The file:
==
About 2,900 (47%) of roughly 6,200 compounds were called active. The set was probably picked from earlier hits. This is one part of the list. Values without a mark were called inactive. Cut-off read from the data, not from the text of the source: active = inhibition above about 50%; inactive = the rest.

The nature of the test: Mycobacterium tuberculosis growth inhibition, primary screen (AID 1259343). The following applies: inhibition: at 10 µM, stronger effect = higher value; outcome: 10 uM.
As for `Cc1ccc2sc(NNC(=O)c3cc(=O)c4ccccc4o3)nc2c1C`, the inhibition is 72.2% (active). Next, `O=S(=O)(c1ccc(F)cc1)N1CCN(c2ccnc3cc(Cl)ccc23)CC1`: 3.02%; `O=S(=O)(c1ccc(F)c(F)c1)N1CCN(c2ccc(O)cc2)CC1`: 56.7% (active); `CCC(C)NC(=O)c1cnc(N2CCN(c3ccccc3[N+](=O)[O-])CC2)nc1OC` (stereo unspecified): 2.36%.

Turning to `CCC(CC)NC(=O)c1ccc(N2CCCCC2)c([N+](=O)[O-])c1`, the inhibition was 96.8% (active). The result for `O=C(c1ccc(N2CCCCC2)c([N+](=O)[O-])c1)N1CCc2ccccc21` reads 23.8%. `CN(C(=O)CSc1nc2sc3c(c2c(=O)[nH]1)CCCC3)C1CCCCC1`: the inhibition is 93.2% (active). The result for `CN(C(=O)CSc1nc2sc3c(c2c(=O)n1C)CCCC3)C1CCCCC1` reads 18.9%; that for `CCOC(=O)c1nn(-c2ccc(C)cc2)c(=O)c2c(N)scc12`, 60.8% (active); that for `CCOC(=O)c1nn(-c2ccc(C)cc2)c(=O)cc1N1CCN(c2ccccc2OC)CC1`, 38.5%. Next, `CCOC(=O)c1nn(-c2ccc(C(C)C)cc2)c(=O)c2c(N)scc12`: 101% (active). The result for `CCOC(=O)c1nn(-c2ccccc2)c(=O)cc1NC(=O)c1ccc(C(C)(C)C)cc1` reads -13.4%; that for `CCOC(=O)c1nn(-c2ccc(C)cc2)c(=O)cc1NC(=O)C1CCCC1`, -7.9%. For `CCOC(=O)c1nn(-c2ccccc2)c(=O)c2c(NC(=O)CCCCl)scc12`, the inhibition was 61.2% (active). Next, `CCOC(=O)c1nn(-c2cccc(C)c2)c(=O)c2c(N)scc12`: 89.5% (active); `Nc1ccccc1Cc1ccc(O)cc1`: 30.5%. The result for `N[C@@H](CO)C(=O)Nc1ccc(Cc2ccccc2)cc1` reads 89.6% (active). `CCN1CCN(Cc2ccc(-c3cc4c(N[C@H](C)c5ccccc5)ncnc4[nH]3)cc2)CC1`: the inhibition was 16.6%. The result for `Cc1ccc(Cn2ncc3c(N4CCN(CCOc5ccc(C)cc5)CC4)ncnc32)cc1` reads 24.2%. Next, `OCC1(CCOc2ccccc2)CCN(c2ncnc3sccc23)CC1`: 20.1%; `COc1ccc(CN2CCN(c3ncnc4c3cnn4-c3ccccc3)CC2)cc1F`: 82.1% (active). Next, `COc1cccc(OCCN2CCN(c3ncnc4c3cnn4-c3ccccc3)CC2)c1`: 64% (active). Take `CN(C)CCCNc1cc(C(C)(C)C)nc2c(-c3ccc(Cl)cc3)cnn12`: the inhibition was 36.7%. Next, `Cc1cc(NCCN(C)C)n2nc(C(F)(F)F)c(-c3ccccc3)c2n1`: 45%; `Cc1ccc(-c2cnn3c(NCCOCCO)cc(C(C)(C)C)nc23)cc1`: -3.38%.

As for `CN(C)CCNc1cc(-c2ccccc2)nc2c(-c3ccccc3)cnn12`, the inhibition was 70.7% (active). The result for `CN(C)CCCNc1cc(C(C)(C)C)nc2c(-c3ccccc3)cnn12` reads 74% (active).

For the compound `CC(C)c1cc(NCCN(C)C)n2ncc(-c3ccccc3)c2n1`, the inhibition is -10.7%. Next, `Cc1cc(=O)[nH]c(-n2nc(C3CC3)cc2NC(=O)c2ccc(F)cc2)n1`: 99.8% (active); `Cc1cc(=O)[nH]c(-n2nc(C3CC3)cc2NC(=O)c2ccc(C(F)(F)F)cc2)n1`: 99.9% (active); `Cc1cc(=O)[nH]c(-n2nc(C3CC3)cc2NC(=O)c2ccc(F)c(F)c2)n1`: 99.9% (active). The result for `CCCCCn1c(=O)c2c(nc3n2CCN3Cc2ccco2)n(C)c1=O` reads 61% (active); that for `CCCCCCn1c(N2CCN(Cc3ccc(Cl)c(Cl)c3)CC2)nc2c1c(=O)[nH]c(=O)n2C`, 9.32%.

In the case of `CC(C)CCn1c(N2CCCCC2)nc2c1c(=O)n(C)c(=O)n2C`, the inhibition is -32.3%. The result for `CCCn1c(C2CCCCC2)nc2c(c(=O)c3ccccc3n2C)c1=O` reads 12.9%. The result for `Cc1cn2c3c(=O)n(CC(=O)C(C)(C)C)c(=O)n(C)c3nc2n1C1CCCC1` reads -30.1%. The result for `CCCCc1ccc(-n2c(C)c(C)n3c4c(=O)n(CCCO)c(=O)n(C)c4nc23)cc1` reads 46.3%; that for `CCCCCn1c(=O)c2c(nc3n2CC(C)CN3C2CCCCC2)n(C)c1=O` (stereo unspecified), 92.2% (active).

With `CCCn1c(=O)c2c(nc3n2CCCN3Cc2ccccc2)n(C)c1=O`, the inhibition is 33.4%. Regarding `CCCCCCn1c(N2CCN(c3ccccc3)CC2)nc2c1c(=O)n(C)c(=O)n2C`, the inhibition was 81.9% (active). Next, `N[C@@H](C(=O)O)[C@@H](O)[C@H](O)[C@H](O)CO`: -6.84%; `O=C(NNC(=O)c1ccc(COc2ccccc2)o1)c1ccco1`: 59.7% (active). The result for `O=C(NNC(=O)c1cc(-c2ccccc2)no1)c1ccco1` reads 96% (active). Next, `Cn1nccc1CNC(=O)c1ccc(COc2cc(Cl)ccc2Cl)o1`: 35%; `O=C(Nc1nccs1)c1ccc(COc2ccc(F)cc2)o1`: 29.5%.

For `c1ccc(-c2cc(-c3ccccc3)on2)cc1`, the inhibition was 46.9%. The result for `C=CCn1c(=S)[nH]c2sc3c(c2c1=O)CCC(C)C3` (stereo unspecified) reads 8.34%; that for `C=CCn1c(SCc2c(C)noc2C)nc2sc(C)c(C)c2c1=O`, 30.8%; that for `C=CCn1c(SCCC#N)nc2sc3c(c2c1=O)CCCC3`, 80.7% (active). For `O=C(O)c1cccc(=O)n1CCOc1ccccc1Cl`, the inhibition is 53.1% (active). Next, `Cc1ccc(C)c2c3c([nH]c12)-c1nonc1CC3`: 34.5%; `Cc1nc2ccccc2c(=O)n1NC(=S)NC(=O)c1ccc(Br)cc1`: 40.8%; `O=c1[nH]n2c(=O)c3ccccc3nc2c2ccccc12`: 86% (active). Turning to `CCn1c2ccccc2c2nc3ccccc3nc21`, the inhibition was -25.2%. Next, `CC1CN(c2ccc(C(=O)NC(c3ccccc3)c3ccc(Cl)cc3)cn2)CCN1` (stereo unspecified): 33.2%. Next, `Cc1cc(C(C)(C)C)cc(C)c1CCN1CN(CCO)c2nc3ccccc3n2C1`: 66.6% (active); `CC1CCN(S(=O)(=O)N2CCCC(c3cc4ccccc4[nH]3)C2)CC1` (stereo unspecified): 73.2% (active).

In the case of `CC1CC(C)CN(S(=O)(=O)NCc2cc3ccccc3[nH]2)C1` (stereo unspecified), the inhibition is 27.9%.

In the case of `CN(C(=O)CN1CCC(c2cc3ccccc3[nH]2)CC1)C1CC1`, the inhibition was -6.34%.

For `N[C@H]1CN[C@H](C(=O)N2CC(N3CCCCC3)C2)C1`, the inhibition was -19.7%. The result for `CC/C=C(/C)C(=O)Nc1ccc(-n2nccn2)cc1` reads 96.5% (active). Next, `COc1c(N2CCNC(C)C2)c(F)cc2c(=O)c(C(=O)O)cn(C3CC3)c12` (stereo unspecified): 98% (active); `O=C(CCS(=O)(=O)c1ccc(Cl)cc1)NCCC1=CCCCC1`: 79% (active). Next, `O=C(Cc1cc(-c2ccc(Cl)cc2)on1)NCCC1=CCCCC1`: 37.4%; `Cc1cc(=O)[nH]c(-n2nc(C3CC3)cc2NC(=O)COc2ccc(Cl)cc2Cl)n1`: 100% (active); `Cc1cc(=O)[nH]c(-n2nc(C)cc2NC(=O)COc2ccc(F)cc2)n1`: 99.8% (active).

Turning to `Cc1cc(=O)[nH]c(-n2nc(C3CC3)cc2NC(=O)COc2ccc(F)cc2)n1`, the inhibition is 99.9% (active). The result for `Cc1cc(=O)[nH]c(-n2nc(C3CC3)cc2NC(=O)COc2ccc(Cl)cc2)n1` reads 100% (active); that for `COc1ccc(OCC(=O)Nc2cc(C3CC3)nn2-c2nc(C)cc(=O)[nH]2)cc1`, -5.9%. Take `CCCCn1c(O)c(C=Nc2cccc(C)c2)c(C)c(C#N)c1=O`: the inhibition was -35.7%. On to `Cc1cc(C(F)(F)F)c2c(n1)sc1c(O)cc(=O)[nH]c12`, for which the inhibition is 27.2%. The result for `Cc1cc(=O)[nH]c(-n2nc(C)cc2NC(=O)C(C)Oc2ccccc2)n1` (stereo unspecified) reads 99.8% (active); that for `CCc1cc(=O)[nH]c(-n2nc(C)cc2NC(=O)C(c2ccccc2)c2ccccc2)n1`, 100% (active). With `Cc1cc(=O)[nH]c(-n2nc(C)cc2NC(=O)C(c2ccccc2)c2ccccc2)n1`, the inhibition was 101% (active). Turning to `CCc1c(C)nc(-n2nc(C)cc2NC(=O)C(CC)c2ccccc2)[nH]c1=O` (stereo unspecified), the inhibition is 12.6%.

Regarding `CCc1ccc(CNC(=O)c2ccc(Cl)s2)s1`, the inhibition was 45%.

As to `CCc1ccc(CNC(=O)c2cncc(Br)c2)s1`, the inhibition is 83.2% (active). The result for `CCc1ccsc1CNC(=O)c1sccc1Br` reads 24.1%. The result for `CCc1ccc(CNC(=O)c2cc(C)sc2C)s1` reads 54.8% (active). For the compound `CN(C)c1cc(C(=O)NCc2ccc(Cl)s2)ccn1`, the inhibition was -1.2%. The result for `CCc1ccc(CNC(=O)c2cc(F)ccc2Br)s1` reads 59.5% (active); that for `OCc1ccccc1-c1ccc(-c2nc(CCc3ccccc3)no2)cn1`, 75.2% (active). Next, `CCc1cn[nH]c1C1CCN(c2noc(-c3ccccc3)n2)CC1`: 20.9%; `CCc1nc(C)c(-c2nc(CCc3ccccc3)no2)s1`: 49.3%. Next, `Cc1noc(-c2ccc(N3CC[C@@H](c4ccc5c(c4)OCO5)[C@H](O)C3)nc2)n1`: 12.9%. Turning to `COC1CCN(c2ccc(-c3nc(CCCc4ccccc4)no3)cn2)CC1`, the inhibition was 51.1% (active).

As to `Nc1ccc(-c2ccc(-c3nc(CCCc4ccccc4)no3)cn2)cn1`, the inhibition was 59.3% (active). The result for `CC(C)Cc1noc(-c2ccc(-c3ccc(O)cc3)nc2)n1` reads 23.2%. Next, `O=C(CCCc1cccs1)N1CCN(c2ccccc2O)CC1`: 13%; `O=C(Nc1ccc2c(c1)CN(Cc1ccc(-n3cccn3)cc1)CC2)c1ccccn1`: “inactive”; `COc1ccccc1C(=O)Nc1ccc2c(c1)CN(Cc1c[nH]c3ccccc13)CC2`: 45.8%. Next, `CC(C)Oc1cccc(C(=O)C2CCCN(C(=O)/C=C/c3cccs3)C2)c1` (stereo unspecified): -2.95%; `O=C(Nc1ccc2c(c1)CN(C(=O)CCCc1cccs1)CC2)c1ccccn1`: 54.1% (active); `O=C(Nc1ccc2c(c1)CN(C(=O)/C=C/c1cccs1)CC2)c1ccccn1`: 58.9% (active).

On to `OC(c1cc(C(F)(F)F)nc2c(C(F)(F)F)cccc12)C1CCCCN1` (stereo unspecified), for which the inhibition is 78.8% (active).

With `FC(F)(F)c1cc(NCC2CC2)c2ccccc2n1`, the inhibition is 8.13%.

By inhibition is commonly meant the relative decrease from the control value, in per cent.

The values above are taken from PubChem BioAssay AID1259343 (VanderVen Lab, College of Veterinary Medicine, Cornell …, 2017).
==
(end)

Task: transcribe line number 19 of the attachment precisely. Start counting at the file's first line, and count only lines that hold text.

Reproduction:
By inhibition is commonly meant the relative decrease from the control value, in per cent.